Help came in the person of Han Sheng Chia. Now the co-executive director, Chia is a Singapore native and political science junior whose previous international relief experience included a benchmarking analysis of best practices among orphanages in Nepal. Chia and Marwaha went to Zanzibar in the summer of 2012 and performed a needs assessment and inventory of three hospitals on the islands. They presented the report to the health ministry at the end of August with a focus on three main problems to remedy: “Weak Equipment Management Procedures,” “Low Repair Capacity,” and “Donations are Not Relevant/ Matched to Zanzibar’s Needs.”
The solution was to keep adding people with the right expertise. Computer science concentrator Ryan Chan helped to develop software with the Tanzanian health ministry that will establish a workflow between the medical and engineering staff at three hospitals for equipment repair. It will also allow the health ministry to share their equipment needs with donors all over the world.
And by hiring engineer Kevin McCracken, who began volunteering last summer, both as a technician and an instructor, MED International is improving the region’s repair capacity.
MED International’s help is definitely welcome, said Juma Hamad, chief engineer for the health ministry’s health care engineering unit.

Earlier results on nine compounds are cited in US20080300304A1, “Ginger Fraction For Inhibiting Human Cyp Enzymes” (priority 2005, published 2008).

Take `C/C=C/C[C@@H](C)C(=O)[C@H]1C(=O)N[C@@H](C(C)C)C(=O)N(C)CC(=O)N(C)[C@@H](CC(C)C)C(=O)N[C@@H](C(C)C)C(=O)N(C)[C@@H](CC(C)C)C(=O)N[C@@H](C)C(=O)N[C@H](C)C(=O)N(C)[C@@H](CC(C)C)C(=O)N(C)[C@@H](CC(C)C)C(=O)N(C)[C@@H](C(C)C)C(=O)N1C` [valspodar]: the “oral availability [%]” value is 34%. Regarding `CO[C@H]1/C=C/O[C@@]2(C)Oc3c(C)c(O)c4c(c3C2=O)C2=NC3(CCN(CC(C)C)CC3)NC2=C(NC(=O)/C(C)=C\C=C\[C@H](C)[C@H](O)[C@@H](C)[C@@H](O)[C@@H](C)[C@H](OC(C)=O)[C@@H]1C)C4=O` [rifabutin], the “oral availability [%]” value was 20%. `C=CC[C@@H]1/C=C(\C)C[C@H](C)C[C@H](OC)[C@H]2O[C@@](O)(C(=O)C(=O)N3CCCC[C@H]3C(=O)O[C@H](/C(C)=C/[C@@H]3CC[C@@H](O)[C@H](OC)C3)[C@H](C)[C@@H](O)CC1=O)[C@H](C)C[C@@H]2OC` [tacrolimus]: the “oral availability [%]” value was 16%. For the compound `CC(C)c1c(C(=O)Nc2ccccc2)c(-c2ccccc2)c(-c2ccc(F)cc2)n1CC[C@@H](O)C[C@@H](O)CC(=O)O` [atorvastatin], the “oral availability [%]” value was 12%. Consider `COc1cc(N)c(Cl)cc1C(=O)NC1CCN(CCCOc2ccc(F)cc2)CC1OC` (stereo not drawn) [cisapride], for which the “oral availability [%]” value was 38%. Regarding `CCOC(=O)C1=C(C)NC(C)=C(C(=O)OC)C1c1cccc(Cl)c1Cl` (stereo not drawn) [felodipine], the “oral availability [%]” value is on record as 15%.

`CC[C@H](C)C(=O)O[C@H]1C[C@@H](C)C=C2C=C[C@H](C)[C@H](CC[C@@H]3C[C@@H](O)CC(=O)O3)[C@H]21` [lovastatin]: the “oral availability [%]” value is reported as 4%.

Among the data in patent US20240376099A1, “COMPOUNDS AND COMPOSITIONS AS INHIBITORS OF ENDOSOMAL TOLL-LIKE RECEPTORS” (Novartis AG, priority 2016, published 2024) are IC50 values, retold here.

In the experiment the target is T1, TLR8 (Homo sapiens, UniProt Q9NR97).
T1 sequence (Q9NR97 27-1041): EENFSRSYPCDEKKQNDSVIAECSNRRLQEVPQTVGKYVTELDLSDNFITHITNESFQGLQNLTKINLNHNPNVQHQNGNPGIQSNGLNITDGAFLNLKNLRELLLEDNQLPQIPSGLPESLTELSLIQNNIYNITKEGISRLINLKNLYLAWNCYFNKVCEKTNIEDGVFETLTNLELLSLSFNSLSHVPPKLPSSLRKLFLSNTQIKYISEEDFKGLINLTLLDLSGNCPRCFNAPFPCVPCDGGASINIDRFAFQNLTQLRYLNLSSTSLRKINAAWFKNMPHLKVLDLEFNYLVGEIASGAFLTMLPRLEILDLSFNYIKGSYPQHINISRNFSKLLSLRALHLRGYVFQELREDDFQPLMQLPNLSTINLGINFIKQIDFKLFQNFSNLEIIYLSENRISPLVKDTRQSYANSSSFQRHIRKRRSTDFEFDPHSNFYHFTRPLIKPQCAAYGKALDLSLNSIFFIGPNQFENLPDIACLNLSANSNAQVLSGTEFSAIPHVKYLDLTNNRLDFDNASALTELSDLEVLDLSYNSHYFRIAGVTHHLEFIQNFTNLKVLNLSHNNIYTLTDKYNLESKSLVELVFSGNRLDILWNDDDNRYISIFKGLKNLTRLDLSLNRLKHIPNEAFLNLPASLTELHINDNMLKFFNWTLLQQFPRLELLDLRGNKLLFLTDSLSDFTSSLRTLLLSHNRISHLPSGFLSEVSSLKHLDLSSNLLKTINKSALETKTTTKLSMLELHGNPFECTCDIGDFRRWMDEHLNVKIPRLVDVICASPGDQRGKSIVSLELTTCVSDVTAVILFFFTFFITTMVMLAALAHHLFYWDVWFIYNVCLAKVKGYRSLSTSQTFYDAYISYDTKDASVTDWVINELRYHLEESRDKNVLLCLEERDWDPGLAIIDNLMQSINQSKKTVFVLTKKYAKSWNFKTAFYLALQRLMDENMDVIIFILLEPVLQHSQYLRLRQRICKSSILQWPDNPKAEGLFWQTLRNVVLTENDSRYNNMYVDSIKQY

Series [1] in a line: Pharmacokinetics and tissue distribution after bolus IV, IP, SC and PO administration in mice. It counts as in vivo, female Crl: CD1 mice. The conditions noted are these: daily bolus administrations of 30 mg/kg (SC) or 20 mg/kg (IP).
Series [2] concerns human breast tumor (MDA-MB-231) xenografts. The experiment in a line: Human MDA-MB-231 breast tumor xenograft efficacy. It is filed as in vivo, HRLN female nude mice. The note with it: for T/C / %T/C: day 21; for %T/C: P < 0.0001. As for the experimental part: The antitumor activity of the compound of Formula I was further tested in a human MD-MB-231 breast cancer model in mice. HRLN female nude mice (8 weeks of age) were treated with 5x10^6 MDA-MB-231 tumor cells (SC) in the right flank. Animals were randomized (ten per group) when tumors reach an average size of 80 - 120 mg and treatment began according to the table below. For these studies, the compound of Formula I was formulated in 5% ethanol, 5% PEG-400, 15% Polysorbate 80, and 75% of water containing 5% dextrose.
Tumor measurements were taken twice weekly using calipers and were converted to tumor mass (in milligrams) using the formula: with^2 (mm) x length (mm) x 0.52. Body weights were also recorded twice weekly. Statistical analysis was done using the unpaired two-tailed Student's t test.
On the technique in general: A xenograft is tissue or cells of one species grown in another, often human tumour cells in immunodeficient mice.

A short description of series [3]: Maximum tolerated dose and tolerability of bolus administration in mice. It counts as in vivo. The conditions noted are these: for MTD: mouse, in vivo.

“It’s a blessing for us to have MED International with us,” Hamad said. “They are helping us on so many fronts. We have the medical equipment management within the ministry of health really helping us because we were develolping our software and they came here and helped us a lot. They are helping us with running the course at the college of health sciences.”
Based at Brown
MED International’s ability to help Zanzibar derives from the help its supporters provide. The University, along with other sponsors, has helped finance the effort and both Harlam and global health faculty members Susan Cu-Uvin and Michael Koster have provided advice. More help has come from offices as diverse as the School of Engineering, Human Resources, and Purchasing, Han said.
More than anything else, the University’s diverse pool of student talent is what has allowed the organization the social science, technological, and medical versatility to take on the challenges it has found.
It’s been a while since Marwaha’s mission was just about donating available equipment. As Chia puts it, “We are a problem solving organization.”
MED International will engage the Brown community more broadly on Friday, April 5, at 8 p.m., with a music-infused fundraiser called “Heart Beats.” Chia will deliver a presentation about the group’s work, but the program also promises a “a stunning lineup of singing professors,” including Barrett Hazeltine, Alan Harlam and Bill Allen.
Whatever additional support they can garner will help MED International persevere with a model that Marwaha hopes he can expand further.
“On the ground we are piloting the efficacy in two hospitals and a public health lab,” he said. “Once the efficacy is proved we will diversify within Zanzibar and beyond.”
From Chief Engineer Hamad’s standpoint, it seems likely they’ll succeed.
“We quite appreciate what they are doing here in Zanzibar,” he said. “We know they have limited funds, but they are quite serious about what they are doing.”
It’s a seriousness born of having learned what how far one should go to truly help.